The Green Fairy flutters its wings again

A cocktail glass with absintheAbsinthe, the drink forever associated with bohemian Paris and its catalogue of late 19th century artists, poets and dangerous-living bons vivants, is at the heart of a fascinating revival.

It was a time of mystery and experimentation with Paris at its very heart. Sherlock Holmes was pursuing his imaginary nemesis Moriarty through the streets of East London just as Inspector Juve stalked the alleyways near the Place Pigale in search of the equally imagined but nonetheless formidable Fantomas. In nearby streets the poets, artists and would-be revolutionaries of the day met to plot, set the world to rights or simply to get drunk together.

Among the more sophisticated, absinthe was the poison of choice – a strong anise-flavoured spirit based on herbs. Among these was the much-feared Wormwood that was believed to endow the beverage with hallucinogenic qualities. The likes of Charles Baudelaire, Arthur Rimbaud, Oscar Wilde and Vincent van Gogh became devoted followers of absinthe, an inner circle as entranced by the exotic rituals of its consumption as in the pursuit of its effects.

Absinthe was abolished in the early 1900sThe Green Fairy
Although it is most definitely a spirit, absinthe soon attained the reputation, and indeed the terminology, of a drug. This was due to the powerful hallucinations it was believed to produce in those who succumbed to its intoxicating pull. Indeed, many a painter or writer soaked his spirit in the fluid in an attempt to set his creative genius free. Many were the acts of violence or madness attributed to this drug, though those who committed them were probably equally fuelled up on a whole shopping basket of hard liquors.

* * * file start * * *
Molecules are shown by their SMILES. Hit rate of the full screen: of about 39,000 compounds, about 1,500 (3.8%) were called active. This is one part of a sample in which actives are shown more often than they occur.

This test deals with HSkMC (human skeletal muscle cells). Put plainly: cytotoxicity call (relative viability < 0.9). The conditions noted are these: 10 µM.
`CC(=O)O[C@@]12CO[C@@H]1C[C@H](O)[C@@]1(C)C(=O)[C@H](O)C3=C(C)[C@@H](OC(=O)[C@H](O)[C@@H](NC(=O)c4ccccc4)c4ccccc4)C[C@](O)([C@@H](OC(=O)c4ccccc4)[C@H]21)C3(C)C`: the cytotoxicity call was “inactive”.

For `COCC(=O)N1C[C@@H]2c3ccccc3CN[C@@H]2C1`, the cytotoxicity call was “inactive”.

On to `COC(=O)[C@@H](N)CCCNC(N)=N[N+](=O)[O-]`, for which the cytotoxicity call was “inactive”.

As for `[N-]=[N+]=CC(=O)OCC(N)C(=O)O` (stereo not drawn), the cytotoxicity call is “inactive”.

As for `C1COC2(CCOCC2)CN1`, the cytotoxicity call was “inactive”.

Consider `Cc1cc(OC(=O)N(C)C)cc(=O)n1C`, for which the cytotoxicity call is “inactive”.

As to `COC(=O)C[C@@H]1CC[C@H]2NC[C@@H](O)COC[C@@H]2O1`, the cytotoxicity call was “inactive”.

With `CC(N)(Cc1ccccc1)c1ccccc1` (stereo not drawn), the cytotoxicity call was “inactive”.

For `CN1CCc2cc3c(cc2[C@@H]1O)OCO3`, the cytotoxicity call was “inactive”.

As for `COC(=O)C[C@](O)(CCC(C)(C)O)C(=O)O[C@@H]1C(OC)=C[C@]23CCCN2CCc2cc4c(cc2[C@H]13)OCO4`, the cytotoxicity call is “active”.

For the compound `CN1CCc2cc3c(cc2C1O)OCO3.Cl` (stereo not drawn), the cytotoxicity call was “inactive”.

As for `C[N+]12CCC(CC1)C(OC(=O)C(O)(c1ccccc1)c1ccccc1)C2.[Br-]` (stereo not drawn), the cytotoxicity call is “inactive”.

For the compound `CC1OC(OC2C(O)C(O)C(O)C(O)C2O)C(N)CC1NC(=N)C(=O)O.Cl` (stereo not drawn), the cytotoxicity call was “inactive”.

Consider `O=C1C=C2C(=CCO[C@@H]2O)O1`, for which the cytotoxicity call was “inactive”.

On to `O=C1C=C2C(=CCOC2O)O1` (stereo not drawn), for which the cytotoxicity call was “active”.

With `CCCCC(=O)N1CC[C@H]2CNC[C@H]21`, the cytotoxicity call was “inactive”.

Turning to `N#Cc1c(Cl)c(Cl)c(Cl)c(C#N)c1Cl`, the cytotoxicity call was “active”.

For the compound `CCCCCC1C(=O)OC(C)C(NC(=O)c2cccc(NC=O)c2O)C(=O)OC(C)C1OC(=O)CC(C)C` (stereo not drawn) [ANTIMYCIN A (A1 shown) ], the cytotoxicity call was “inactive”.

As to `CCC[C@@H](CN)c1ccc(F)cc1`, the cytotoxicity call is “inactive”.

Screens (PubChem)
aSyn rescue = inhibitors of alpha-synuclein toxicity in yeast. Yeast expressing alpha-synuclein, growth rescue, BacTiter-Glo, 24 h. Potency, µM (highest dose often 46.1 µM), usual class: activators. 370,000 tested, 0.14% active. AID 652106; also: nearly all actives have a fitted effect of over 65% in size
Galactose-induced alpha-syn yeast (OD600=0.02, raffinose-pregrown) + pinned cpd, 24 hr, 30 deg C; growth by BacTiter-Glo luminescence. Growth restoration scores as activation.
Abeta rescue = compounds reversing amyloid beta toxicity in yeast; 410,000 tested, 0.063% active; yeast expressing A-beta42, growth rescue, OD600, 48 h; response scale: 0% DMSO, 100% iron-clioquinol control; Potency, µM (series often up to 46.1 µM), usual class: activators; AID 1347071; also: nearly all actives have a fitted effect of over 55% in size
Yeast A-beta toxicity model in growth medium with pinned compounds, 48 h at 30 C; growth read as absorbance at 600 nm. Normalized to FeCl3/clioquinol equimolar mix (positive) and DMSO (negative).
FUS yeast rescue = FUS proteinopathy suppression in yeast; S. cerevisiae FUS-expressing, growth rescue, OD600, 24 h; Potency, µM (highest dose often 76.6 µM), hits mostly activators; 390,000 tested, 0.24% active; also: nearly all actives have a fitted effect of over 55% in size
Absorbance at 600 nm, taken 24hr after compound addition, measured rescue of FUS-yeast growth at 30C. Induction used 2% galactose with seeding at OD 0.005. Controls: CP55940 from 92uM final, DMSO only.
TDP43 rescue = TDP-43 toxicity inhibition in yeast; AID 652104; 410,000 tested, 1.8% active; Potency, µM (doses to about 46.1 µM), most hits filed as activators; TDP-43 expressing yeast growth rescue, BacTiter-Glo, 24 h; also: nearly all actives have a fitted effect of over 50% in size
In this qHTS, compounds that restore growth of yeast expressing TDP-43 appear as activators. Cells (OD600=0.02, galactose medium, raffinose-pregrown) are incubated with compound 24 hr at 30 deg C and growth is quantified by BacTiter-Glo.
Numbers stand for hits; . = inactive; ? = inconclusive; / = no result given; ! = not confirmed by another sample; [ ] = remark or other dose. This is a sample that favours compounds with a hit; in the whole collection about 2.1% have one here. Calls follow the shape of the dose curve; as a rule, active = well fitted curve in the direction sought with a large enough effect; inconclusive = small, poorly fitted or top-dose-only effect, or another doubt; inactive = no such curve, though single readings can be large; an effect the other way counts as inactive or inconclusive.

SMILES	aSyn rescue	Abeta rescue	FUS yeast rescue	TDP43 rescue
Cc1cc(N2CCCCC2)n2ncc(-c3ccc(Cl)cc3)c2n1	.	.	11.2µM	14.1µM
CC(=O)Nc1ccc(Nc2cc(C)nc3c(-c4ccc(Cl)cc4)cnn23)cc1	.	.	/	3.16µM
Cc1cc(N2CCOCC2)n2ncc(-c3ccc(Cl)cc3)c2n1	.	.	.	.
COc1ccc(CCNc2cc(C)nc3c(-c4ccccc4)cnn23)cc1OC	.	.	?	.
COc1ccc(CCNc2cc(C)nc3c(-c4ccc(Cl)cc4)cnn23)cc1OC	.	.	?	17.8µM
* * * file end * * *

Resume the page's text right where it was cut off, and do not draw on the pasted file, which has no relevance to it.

Over time, the suspicion grew, helped along by the secrecy and unorthodox rituals of those who consumed the drink, and their search for the ‘Green Fairy’ that would visit them when sufficiently intoxicated. While Edgar Degas depicted the less glamorous side of L’Absinthe, Paris’ bohemian set relished its relationship with this drink, concocting ever more fanciful ways of preparing it and communicating with la fée verte.

Absinthe taken with a sugar cubeThe traditional method involves laying a sugar cube on a specially designed absinthe spoon across a glass with a tot-full of absinthe and pouring ice-cold water over it until the sugar has dissolved into the mix and the drink has gone from clear green to cloudy yellow-green. Later, ornate absinthe fountains were used for this, while puritans preferred the ‘Bohemian Method’, dousing the ice cube in alcohol and setting it alight before dropping it into the absinthe and eventually dousing it with cold water.

Abolition and revival
By the 1910s absinthe’s reputation had grown so strong that it was abolished by law in most countries, including France. Though the drug-like characteristics of Wormwood have since been disproved, absinthe remained illegal for most of the 20th century, returning to production in the 1990s as bans were lifted and production fell under the supervision of European Union and US food agencies. Today’s varieties of absinthe, produced in countries like France and Switzerland, may be altogether safer than their 19th century equivalents, but the exotic methodology surrounding its consumption speaks to the imagination of a new generation of urban socialites who have taken this drink – and its new Paris parlours – to their hearts. Vive la fée verte.

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